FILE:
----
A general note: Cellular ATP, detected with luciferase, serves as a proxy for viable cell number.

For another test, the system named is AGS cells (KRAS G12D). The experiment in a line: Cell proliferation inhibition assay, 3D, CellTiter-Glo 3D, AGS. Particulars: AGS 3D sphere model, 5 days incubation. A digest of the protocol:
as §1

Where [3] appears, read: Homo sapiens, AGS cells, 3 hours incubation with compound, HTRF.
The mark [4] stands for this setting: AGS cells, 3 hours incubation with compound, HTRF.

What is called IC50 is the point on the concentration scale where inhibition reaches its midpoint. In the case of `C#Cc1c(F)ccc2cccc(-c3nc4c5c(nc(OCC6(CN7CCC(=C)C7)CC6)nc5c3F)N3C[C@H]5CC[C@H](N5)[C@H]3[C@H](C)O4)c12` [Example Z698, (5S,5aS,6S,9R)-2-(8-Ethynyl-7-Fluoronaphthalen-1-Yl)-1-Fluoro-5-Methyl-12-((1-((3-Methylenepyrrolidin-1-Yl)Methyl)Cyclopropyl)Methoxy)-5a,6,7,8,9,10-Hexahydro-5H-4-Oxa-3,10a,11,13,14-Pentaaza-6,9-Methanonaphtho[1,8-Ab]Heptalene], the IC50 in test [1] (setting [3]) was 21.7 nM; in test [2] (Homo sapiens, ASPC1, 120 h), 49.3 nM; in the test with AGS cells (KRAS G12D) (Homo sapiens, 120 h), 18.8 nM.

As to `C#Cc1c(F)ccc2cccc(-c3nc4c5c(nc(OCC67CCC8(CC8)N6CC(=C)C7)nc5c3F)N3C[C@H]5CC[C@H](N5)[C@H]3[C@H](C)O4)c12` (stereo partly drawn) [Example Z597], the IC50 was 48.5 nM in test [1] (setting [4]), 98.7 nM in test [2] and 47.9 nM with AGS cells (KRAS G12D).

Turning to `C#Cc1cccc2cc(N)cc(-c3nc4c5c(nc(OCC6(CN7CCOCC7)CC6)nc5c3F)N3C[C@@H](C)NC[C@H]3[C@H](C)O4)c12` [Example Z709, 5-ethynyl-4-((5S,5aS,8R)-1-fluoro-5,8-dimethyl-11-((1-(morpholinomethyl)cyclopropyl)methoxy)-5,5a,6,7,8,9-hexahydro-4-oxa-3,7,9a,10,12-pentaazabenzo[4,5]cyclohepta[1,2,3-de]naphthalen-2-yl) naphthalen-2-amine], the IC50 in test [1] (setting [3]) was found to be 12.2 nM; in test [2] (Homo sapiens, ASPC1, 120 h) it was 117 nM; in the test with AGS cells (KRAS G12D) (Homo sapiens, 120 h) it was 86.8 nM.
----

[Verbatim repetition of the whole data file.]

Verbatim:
A general note: Cellular ATP, detected with luciferase, serves as a proxy for viable cell number.

For another test, the system named is AGS cells (KRAS G12D). The experiment in a line: Cell proliferation inhibition assay, 3D, CellTiter-Glo 3D, AGS. Particulars: AGS 3D sphere model, 5 days incubation. A digest of the protocol:
as §1

Where [3] appears, read: Homo sapiens, AGS cells, 3 hours incubation with compound, HTRF.
The mark [4] stands for this setting: AGS cells, 3 hours incubation with compound, HTRF.

What is called IC50 is the point on the concentration scale where inhibition reaches its midpoint. In the case of `C#Cc1c(F)ccc2cccc(-c3nc4c5c(nc(OCC6(CN7CCC(=C)C7)CC6)nc5c3F)N3C[C@H]5CC[C@H](N5)[C@H]3[C@H](C)O4)c12` [Example Z698, (5S,5aS,6S,9R)-2-(8-Ethynyl-7-Fluoronaphthalen-1-Yl)-1-Fluoro-5-Methyl-12-((1-((3-Methylenepyrrolidin-1-Yl)Methyl)Cyclopropyl)Methoxy)-5a,6,7,8,9,10-Hexahydro-5H-4-Oxa-3,10a,11,13,14-Pentaaza-6,9-Methanonaphtho[1,8-Ab]Heptalene], the IC50 in test [1] (setting [3]) was 21.7 nM; in test [2] (Homo sapiens, ASPC1, 120 h), 49.3 nM; in the test with AGS cells (KRAS G12D) (Homo sapiens, 120 h), 18.8 nM.

As to `C#Cc1c(F)ccc2cccc(-c3nc4c5c(nc(OCC67CCC8(CC8)N6CC(=C)C7)nc5c3F)N3C[C@H]5CC[C@H](N5)[C@H]3[C@H](C)O4)c12` (stereo partly drawn) [Example Z597], the IC50 was 48.5 nM in test [1] (setting [4]), 98.7 nM in test [2] and 47.9 nM with AGS cells (KRAS G12D).

Turning to `C#Cc1cccc2cc(N)cc(-c3nc4c5c(nc(OCC6(CN7CCOCC7)CC6)nc5c3F)N3C[C@@H](C)NC[C@H]3[C@H](C)O4)c12` [Example Z709, 5-ethynyl-4-((5S,5aS,8R)-1-fluoro-5,8-dimethyl-11-((1-(morpholinomethyl)cyclopropyl)methoxy)-5,5a,6,7,8,9-hexahydro-4-oxa-3,7,9a,10,12-pentaazabenzo[4,5]cyclohepta[1,2,3-de]naphthalen-2-yl) naphthalen-2-amine], the IC50 in test [1] (setting [3]) was found to be 12.2 nM; in test [2] (Homo sapiens, ASPC1, 120 h) it was 117 nM; in the test with AGS cells (KRAS G12D) (Homo sapiens, 120 h) it was 86.8 nM.